Read-alouds are more than just fun for our young learners. By clearly and explicitly asking children to engage in meaningful comprehension activities like making predictions, describing characters, and explaining plot, we are teaching this important component of reading (see http://www.maggiesbighome.com/search?q=reading+umbrella). We can have children turn and talk about their "guesses" (predictions) based on the cover of the book and/or a picture walk. Turn the class into actors to show understanding of character traits and behavior. Give children a paper, folded into four parts, to highlight the key parts of a book's plot. These are developmentally-appropriate ways to teach comprehension skills as we read.
Read-alouds can even provide us an important opportunity to showcase the knowledge we have in our classrooms. We can use the vocabulary in a book to help ALL children understand the power of cognates (words from different languages that are related to each other). This helps speakers of languages that descend from Latin.
About 40% of English vocabulary can be related to Spanish words. This helps our Spanish speakers but also demonstrates to English speakers that they may be able to make connections with words in other languages.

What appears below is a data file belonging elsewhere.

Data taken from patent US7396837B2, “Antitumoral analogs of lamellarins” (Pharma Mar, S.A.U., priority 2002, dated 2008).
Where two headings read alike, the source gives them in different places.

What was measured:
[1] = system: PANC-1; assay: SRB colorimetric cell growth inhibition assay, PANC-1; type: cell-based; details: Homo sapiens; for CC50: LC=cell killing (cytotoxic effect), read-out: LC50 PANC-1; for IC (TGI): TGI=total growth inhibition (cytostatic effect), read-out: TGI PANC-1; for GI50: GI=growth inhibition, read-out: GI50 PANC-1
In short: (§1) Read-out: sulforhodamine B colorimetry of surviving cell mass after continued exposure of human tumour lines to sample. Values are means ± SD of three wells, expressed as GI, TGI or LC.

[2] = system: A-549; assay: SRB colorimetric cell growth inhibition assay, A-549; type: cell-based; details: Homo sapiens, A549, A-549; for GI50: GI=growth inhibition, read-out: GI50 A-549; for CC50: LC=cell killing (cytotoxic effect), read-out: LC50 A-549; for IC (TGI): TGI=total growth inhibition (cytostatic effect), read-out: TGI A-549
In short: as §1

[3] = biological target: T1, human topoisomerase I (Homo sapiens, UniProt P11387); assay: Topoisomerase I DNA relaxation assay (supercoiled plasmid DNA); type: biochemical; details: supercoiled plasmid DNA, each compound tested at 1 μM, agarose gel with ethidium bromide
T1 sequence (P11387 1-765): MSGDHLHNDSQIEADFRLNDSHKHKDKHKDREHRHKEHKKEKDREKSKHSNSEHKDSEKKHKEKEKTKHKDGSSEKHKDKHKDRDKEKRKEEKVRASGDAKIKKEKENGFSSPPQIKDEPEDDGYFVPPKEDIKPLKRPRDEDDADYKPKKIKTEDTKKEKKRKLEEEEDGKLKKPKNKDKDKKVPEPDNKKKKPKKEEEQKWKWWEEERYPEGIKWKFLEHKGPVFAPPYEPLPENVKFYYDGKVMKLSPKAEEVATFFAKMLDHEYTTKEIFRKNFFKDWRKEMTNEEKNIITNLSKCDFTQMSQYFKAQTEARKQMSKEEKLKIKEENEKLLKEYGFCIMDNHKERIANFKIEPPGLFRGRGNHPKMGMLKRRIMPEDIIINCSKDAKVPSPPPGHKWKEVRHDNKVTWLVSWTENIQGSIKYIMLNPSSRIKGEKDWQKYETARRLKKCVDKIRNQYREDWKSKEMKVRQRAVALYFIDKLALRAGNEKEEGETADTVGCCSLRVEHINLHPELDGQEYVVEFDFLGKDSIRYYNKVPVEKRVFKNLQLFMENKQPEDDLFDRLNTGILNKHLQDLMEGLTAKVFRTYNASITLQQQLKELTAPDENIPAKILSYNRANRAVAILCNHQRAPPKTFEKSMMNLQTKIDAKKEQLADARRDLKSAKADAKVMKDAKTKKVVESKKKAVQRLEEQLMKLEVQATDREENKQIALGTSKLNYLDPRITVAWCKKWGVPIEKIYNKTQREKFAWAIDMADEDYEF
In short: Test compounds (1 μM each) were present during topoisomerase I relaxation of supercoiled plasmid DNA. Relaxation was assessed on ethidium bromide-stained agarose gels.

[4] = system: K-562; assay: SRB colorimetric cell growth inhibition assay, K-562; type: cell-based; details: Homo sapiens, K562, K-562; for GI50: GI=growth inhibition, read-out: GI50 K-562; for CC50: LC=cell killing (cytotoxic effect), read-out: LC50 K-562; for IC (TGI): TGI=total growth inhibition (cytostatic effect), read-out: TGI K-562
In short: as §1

As you read books orally to your class, ask Spanish speakers to raise their hands when they hear familiar Spanish words. They may raise their hands when you read family or center as the Spanish words are closely related (familia, centro).
Talking with your young children about "words that are relatives" is a perfect opportunity to invite Spanish-speaking family members of students into your classroom. They can read books in Spanish and English speakers can then raise THEIR hands when they hear a familiar cognate like familia! Showing learning from all sides is important!
NAEYC - 2.E.03, 2.E.04, 2.E.06, 2.E.09, 2.E.10.Head Start - VII. B & C.